As we all await the decision of the United States Supreme Court in the health care case, there are evident signs that ardent liberals have freaked out about the current state of political play. James Fallows has a post up at the Atlantic entitled "5 Signs of a Radical Change in U.S. Politics." Its original title was “5 Signs That the United States is Undergoing a Coup,” which even he recognized was a bit over the top.
What is most surprising about his brief effort, and the somewhat longer effort on which it is based, is that it is devoid of argument. There are many statements of the sort that Chief Justice Roberts and Justice Alito have changed their spots since the statements that they gave during the confirmation hearings about the importance of judicial humility and deference. And there are further remarks to the effect that the professoriate thinks that the health care law is constitutional but believes that it will be struck down, and that Citizens United is the incarnation of evil with respect to the First Amendment.
But what is lacking is any argument as to why the views that Fallows defends are right on the merits. At no point does he actually quote text to support his position, and the view that deference should be so broad as to leave the Supreme Court little more than a rubber stamp of Congressional behavior is not all that appetizing either.
There is, of course, not the slightest mention that the progressive decisions that Fallows regards as sacred text represent a huge unauthorized expansion of federal power in the New Deal period—originally by a 5-to-4 vote in NLRB v. Jones & Laughlin Steel, which fashioned arguments out of whole cloth to uphold the National Labor Relations Act, which had been previously been struck down by three Circuit Courts of Appeal. Here is one such decision, which treats the case as a no-brainer against the government:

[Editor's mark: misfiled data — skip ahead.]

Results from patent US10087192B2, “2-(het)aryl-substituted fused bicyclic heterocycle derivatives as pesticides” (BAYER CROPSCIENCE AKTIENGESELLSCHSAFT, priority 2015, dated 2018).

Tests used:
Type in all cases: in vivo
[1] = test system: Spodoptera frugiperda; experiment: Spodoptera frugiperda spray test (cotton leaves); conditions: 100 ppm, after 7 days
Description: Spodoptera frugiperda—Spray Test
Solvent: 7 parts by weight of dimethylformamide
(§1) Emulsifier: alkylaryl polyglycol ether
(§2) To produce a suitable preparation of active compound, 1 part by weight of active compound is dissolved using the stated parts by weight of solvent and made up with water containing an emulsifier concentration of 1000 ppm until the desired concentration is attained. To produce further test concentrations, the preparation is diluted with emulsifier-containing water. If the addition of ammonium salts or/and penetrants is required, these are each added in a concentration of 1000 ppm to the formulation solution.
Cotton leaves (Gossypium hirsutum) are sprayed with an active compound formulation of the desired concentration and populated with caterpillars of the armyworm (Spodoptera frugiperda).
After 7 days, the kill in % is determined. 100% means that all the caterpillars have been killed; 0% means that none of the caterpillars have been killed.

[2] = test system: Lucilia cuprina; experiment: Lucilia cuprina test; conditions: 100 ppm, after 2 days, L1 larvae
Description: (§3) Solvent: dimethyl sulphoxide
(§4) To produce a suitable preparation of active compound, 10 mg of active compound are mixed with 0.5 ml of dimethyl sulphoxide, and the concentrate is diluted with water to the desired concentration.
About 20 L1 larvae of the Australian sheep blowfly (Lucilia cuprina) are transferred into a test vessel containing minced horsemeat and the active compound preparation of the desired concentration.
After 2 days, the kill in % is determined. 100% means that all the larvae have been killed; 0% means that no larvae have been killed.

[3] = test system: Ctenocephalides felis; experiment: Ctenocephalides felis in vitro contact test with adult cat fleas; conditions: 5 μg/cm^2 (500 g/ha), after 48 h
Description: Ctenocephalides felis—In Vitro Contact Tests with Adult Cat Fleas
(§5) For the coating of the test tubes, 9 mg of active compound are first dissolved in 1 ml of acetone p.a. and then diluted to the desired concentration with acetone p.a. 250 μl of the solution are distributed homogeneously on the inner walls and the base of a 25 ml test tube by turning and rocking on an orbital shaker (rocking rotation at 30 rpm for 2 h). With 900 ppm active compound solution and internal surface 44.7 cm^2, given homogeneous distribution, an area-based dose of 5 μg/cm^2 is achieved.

One who produces or manufactures a commodity, subsequently sold and shipped by him in interstate commerce, whether such sale and shipment were originally intended or not, has engaged in two distinct and separate activities. So far as he produces or manufactures a commodity, his business is purely local. So far as he sells and ships, or contracts to sell and ship, the commodity to customers in another state, he engages in interstate commerce. In respect of the former, he is subject only to regulation by the state; in respect of the latter, to regulation only by the federal government. Utah Power & L. Co. v. Pfost, 286 U.S. 165, 182, 52 S.Ct. 548, 76 L.Ed. 1038. Production is not commerce; but a step in preparation for commerce. Chassaniol v. Greenwood, 291 U.S. 584, 587, 54 S.Ct. 541, 78 L.Ed. 1004.
That history of course now recedes into darkness. In its place we have a new species of constitutional argument that becomes a game of gotcha. None of the statements by Roberts and Alito were made with the provisions of the health care bill in view, and the conflict in question can arise in one of two nonexclusive ways: Congress can claim new powers or the Court can try to contain older ones. There is no way to tell what is going on from Fallows' account.
It is a sorry day when indignation is a substitute for argument. If Fallows has a beef against decisions that he hates, he should state what they are, so that someone could try to answer them. But ad hominem arguments against sitting justices carry no weight against those of us who have never marched under the banner of judicial restraint in the first place. Living in a closed intellectual universe does no one any good. And in Fallows' case, it makes him ill-equipped to deal with any arguments to the contrary.